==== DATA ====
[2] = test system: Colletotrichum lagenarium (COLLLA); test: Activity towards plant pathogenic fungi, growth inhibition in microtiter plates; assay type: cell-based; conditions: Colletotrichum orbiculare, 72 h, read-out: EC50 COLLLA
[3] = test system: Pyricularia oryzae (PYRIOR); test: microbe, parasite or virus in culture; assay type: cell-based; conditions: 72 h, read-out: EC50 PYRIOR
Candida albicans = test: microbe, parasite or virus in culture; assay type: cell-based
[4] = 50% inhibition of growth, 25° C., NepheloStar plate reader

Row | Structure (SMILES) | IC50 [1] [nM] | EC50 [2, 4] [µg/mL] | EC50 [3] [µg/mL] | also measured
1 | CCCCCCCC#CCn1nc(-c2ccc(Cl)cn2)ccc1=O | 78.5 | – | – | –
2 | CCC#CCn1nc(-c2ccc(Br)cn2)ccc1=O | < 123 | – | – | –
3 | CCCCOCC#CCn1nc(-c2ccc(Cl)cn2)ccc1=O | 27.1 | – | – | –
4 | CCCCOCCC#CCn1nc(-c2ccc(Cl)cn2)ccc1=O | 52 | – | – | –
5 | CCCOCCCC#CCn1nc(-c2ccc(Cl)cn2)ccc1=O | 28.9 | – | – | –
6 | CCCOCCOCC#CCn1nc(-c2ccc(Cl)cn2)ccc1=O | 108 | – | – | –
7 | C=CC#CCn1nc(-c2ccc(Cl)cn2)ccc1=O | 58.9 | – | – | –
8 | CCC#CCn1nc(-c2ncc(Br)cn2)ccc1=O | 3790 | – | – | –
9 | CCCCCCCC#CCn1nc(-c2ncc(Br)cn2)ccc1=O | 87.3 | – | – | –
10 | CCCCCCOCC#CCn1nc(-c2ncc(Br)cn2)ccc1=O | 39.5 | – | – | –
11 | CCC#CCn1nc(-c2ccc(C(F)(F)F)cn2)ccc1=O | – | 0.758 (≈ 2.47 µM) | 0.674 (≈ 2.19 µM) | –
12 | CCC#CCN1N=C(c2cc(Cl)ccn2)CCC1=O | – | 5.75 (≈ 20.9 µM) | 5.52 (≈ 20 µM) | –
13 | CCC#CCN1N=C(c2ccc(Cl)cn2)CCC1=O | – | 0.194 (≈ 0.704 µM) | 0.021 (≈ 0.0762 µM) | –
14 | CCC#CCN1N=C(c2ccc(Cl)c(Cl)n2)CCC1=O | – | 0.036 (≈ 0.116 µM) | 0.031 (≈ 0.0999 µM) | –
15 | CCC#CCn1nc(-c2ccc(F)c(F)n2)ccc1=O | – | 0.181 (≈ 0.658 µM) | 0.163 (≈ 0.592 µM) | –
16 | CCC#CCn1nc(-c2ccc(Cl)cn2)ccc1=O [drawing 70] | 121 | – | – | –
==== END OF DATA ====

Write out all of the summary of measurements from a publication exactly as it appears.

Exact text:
[2] = test system: Colletotrichum lagenarium (COLLLA); test: Activity towards plant pathogenic fungi, growth inhibition in microtiter plates; assay type: cell-based; conditions: Colletotrichum orbiculare, 72 h, read-out: EC50 COLLLA
[3] = test system: Pyricularia oryzae (PYRIOR); test: microbe, parasite or virus in culture; assay type: cell-based; conditions: 72 h, read-out: EC50 PYRIOR
Candida albicans = test: microbe, parasite or virus in culture; assay type: cell-based
[4] = 50% inhibition of growth, 25° C., NepheloStar plate reader

Row | Structure (SMILES) | IC50 [1] [nM] | EC50 [2, 4] [µg/mL] | EC50 [3] [µg/mL] | also measured
1 | CCCCCCCC#CCn1nc(-c2ccc(Cl)cn2)ccc1=O | 78.5 | – | – | –
2 | CCC#CCn1nc(-c2ccc(Br)cn2)ccc1=O | < 123 | – | – | –
3 | CCCCOCC#CCn1nc(-c2ccc(Cl)cn2)ccc1=O | 27.1 | – | – | –
4 | CCCCOCCC#CCn1nc(-c2ccc(Cl)cn2)ccc1=O | 52 | – | – | –
5 | CCCOCCCC#CCn1nc(-c2ccc(Cl)cn2)ccc1=O | 28.9 | – | – | –
6 | CCCOCCOCC#CCn1nc(-c2ccc(Cl)cn2)ccc1=O | 108 | – | – | –
7 | C=CC#CCn1nc(-c2ccc(Cl)cn2)ccc1=O | 58.9 | – | – | –
8 | CCC#CCn1nc(-c2ncc(Br)cn2)ccc1=O | 3790 | – | – | –
9 | CCCCCCCC#CCn1nc(-c2ncc(Br)cn2)ccc1=O | 87.3 | – | – | –
10 | CCCCCCOCC#CCn1nc(-c2ncc(Br)cn2)ccc1=O | 39.5 | – | – | –
11 | CCC#CCn1nc(-c2ccc(C(F)(F)F)cn2)ccc1=O | – | 0.758 (≈ 2.47 µM) | 0.674 (≈ 2.19 µM) | –
12 | CCC#CCN1N=C(c2cc(Cl)ccn2)CCC1=O | – | 5.75 (≈ 20.9 µM) | 5.52 (≈ 20 µM) | –
13 | CCC#CCN1N=C(c2ccc(Cl)cn2)CCC1=O | – | 0.194 (≈ 0.704 µM) | 0.021 (≈ 0.0762 µM) | –
14 | CCC#CCN1N=C(c2ccc(Cl)c(Cl)n2)CCC1=O | – | 0.036 (≈ 0.116 µM) | 0.031 (≈ 0.0999 µM) | –
15 | CCC#CCn1nc(-c2ccc(F)c(F)n2)ccc1=O | – | 0.181 (≈ 0.658 µM) | 0.163 (≈ 0.592 µM) | –
16 | CCC#CCn1nc(-c2ccc(Cl)cn2)ccc1=O [drawing 70] | 121 | – | – | –